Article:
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handle is hein.crs/govefiw0001 and id is 1 raw text is: C o n gr e s s o n a   e s a c   S e r i c


March 4, 2022
Statutory Federal Gun Registry Prohibitions and ATF Record
Retention Requirements

Four provisions of current law prohibit a national registry
of most, but not all, modern firearms. Two of these
prohibitions set limits on the Bureau of Alcohol, Tobacco,
Firearms and Explosives (ATF) principally, while the other
two set limits on the Federal Bureau of Investigation (FBI).
In 2016, the Government Accountability Office (GAO)
found ATF mainly in compliance with its limits, but a May
2021 proposed rule has raised questions anew about ATF
record retention. This rule would require gun dealers to
retain transaction records for the entirety of their licensed
activities, as opposed to the last 20 years of those activities.
These records are submitted to ATF whenever dealers go
out of business. Some gun rights advocates and Members of
Congress contend that this proposed rule possibly exceeds
ATF's legal authority and could be in contravention to the
two ATF-related registry prohibitions described below.
GCA-NFA Firearms Recordkeeping
Two major federal statutes regulate commerce in and
possession of firearms. They are the 1934 National
Firearms Act (NFA) and the Gun Control Act of 1968
(GCA). At the Department of Justice (DOJ), ATF is the
principal agency that administers and enforces the NFA and
GCA; however, the FBI administers the GCA background
check provisions. The GCA requires anyone who engages
in the business of manufacturing, importing, or dealing in
firearms to be licensed federally. These licensees are known
collectively as federal firearms licensees, or FFLs.
All modern firearms based on post-1898 designs that are
capable of accepting self-contained, commercially available
ammunition are regulated under the GCA, in addition to
certain devices (e.g., silencers) that also fall under the GCA
definition of firearm. Under the NFA, a subset of GCA-
regulated firearms (e.g., machine guns, short-barreled
shotguns, and silencers) deemed to be particularly
dangerous are further regulated. The NFA imposes
occupational taxes on FFLs who manufacture, import, and
deal in NFA firearms; taxes on unlicensed persons making
NFA firearms for themselves; and taxes on NFA firearms
transfers to and among unlicensed persons.
ATF maintains a centralized registry of NFA-regulated
firearms that are held privately by unlicensed persons and
publicly by non-federal law enforcement agencies. This
registry, the National Firearms Registration and Transfer
Record (NFRTR), does not include records on firearms held
or controlled by the U.S. government. Congress prohibited
the transfer of machine guns manufactured after May 19,
1986 to civilians, but machine guns lawfully registered for
civilian transfer prior to that date remain transferable. There
are no similar tax or registration requirements for GCA-
regulated firearms that do not fall under the purview of the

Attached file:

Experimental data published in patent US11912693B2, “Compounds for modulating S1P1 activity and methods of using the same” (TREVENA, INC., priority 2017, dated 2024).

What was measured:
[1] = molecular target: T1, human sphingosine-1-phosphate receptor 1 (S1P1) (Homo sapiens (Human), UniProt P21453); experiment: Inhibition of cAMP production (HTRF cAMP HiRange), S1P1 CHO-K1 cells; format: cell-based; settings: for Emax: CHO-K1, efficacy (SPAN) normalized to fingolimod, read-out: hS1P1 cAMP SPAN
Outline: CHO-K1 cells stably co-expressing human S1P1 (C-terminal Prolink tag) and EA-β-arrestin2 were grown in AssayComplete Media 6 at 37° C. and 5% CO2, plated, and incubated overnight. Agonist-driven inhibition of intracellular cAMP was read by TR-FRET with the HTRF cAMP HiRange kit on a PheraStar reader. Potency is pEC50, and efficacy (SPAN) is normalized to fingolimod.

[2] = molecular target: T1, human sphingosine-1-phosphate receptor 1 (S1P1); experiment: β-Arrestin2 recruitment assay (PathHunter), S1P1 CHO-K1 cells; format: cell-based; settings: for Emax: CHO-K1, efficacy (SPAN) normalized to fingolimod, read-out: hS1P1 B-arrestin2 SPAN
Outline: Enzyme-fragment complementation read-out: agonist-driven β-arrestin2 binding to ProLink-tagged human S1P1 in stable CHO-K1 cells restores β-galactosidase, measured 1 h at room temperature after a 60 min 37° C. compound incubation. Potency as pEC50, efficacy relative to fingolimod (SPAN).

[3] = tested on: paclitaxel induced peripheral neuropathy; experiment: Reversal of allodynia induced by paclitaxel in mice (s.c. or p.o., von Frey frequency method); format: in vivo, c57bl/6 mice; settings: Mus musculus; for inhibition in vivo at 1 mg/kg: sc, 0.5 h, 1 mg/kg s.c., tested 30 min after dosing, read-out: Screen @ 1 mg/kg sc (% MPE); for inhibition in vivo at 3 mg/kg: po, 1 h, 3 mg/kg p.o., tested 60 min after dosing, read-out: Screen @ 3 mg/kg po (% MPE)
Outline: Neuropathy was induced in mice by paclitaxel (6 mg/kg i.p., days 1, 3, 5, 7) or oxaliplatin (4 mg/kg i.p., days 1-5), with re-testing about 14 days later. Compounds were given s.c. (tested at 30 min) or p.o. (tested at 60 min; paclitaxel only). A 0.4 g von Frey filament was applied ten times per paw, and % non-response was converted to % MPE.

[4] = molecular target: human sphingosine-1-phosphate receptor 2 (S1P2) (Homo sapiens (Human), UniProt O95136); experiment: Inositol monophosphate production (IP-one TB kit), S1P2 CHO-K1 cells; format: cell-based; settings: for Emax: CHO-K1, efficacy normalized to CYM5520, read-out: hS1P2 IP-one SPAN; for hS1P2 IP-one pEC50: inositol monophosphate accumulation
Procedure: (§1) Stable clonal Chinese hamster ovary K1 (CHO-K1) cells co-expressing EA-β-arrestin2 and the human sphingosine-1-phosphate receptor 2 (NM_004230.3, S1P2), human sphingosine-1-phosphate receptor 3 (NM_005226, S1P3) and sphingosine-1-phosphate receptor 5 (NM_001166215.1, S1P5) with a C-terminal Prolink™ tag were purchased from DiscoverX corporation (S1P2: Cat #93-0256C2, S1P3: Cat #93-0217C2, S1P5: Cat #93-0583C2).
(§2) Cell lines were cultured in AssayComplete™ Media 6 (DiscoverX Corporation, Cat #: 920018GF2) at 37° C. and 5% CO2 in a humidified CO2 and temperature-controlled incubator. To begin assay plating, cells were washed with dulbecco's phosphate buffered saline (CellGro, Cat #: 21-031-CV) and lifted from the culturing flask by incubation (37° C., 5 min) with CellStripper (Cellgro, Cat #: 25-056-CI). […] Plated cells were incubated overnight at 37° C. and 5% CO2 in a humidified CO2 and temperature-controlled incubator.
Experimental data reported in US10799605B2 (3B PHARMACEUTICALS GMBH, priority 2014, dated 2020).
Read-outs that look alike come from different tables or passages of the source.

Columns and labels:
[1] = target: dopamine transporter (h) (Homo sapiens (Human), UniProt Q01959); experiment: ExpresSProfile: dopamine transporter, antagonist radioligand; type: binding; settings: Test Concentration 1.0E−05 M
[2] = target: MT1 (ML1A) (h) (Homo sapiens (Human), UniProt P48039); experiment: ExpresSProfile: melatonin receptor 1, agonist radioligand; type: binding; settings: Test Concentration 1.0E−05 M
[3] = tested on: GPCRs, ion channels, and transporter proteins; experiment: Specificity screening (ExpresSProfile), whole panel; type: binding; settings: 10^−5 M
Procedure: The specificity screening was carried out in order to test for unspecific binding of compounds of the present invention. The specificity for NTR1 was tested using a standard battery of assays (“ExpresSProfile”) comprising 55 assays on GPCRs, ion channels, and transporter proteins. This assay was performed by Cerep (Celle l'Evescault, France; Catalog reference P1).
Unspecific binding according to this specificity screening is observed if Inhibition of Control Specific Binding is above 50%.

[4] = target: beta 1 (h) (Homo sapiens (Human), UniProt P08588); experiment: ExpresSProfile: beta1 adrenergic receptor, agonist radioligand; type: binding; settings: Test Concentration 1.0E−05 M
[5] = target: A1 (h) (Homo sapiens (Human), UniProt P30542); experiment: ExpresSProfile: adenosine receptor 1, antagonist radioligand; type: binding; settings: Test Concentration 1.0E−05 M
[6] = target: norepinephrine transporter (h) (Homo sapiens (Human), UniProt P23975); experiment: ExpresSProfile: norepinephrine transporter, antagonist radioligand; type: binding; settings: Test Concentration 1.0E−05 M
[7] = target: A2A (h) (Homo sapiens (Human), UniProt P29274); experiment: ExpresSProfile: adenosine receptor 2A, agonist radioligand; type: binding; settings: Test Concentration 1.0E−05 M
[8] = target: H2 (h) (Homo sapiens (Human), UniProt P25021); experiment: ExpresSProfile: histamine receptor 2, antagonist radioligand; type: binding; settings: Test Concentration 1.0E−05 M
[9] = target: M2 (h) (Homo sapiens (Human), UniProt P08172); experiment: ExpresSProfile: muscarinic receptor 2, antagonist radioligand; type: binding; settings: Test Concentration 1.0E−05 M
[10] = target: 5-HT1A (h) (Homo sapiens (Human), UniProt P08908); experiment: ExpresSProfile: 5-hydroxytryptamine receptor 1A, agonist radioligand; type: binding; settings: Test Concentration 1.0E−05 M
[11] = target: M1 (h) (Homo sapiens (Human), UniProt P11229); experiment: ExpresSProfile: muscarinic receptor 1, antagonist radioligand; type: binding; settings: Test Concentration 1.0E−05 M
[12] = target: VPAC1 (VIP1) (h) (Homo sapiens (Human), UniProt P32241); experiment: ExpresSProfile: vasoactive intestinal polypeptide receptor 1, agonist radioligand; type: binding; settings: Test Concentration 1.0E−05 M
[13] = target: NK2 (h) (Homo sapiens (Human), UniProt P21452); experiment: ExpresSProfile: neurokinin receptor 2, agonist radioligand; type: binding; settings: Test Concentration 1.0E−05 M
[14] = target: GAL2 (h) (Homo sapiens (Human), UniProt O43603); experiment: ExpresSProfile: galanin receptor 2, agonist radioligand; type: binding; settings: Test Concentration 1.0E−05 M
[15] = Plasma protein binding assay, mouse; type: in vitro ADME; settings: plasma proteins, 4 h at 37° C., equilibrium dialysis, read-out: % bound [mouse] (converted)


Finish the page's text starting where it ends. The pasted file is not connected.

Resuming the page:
NFA. However, several states do have licensing/permitting
regimes that serve as the basis for state gun registries.
Under the GCA, Congress authorized a decentralized
system of recordkeeping that allows ATF to trace a
firearm's chain of commerce, from manufacturer or
importer to dealer, and to the first retail purchaser of record.
FFLs must maintain firearms transaction records; i.e., ATF
Form 4473s on individual transfers and a corresponding
acquisition/disposition log. FFLs must maintain these
records for a minimum of 20 years under current ATF-
promulgated regulations, and must submit a minimum of 20
years of their most recent transaction records to ATF
whenever they go out of business (27 C.F.R. §478.129).
Permanent ATF Appropriations Limitation
For 34 years, FY1979 through FY2012, Congress attached
a proviso to the annual ATF appropriations that blocked a
Carter Administration proposed rule, and any similarly
proposed rule, that would have required FFLs to submit
quarterly reports on firearms sales and dispositions. For
FY2012, a word of futurity (hereafter) was included in
this proviso, which indicates it too is intended to be
permanent law (H.Rept. 112-284, p. 240). This proviso
Provided, That no funds appropriated herein or
hereafter shall be  available for salaries or
administrative  expenses  in  connection  with
consolidating  or  centralizing,  within  the
Department of Justice, the records, or any portion
thereof, of acquisition and disposition of firearms
maintained by [F]ederal firearms licensees.
(Consolidated and Further Continuing Appropriations Act,
2012, P.L. 112-55, November 18, 2011, 125 Stat. 552, 609.)
Firearms Owners' Protection Act (FOPA), 1986
Under 18 U.S.C. §926, the Attorney General is authorized
to prescribe the rules and regulations necessary to carry out
the GCA. Section 6 of FOPA amended §926 to prohibit a
registry of firearms, firearms owners, or firearms
transactions. The pertinent language of §926 reads:
No such rule or regulation prescribed after the date
of the enactment of the Firearms Owners'
Protection Act may require that records required to
be maintained under this chapter or any portion of
the contents of such records, be recorded at or
transferred to a facility owned, managed, or
controlled by the United States or any State or any
political subdivision thereof, nor that any system of


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